A2Z Analysiz: No One Lives (Luke Evans, Brodus Clay)


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DVD Release Date: August 20, 2013

For me, horror films are a tough genre to stand out in. Every year more horror films and sequels come to theaters or straight-to-video and it’s hard to keep them all straight, let alone remember specific plot points and visuals.

Then along comes a movie like “No One Lives.” Without the backing of WWE Studios, there’s no way I would’ve made an effort to see this movie. So, I certainly went in with low expectations. Surprise, surprise, “No One Lives” turned out to be an entertaining gore-fest with a good lead performance from Luke Evans (who would go on to play Gaston in the live-action remake of “Beauty and the Beast”).

The film opens with a man (Evans, only credited as “Driver”) and his girlfriend, Betty (Laura Ramsey) driving along the highway and deciding to pull over at a hotel for the night. The hotel clerk (Gary Grubbs) makes note of Driver’s unusual name, so I was expecting it to be revealed at some point, but alas, not the case.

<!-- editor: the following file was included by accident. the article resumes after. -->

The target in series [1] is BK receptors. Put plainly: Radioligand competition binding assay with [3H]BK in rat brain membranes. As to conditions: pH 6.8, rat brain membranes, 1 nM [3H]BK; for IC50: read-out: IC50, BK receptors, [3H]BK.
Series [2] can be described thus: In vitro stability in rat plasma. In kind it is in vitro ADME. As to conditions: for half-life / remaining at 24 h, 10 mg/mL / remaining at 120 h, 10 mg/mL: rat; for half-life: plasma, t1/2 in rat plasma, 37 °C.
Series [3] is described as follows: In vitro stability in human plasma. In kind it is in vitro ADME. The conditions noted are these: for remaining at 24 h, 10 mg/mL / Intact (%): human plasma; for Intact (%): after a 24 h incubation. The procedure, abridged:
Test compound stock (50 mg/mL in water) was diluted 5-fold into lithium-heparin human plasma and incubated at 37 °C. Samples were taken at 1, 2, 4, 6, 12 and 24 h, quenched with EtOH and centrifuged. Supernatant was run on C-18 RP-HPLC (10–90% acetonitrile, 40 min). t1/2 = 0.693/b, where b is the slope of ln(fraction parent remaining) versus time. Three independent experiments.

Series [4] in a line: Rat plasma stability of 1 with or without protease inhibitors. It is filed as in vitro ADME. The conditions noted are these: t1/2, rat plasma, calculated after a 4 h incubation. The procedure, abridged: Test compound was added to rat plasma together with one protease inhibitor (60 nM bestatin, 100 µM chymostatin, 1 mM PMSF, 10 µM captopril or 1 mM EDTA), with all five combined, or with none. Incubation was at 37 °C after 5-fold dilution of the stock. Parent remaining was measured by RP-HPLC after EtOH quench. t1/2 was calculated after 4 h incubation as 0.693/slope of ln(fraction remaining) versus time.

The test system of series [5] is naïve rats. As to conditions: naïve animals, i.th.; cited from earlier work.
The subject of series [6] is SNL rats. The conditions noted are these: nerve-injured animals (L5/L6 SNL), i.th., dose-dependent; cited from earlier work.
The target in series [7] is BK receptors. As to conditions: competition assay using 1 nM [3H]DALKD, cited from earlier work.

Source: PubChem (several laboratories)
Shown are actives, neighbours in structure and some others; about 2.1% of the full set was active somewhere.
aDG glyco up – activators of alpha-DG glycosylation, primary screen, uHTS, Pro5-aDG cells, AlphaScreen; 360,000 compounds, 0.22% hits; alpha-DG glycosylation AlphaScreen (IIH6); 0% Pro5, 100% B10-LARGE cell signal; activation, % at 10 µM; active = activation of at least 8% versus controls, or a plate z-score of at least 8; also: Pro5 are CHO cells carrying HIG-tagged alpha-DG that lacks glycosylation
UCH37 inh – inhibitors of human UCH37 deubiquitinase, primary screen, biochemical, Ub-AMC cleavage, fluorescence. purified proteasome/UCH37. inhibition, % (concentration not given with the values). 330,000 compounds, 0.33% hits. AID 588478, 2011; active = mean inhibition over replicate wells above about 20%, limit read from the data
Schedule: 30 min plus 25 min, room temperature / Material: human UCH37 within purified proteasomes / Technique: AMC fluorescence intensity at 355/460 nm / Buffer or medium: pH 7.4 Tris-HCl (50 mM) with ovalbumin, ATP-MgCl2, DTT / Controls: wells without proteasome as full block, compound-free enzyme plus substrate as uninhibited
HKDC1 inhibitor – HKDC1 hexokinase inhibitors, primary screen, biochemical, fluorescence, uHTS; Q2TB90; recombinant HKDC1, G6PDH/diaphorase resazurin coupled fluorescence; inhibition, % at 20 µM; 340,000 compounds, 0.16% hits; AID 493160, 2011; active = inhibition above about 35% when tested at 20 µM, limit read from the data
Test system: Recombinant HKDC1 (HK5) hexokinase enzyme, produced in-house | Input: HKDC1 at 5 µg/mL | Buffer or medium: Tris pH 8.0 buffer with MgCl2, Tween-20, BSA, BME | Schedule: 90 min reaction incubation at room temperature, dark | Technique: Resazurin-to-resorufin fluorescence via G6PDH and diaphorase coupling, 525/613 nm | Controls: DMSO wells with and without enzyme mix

Driver and Betty run afoul of a gang in a bad mood from an earlier failed robbery. The gang includes singularly named bad guys such as Hoag (Lee Tergesen), Flynn (Derek Magyar), Tamara (America Olivo), Denny (Beau Knapp), Amber (Lindsey Shaw), and Ethan (WWE superstar at the time Brodus Clay). This is a robust roster of scumbags to go along with Driver and Betty, and I think it’s fair to say that the film’s title isn’t just a clever name.

Director Ryûhei Kitamura (“The Midnight Meat Train”), working from a script by David Lawrence Cohen (his first), throws an early curveball by flipping the expectation of who would be fulfilling the promise of the title. I won’t spoil it here, but I would expect that even slightly seasoned filmgoers won’t be entirely shocked.

But the important thing about the early “twist” is that it makes sense and it works, as opposed to genre buddy “High Tension.” Much of the gore is creative and gross, and at a scant 85 minutes it doesn’t overstay its welcome. Modest expectations likely played a part here, but “No One Lives” was a surprisingly solid slasher flick.

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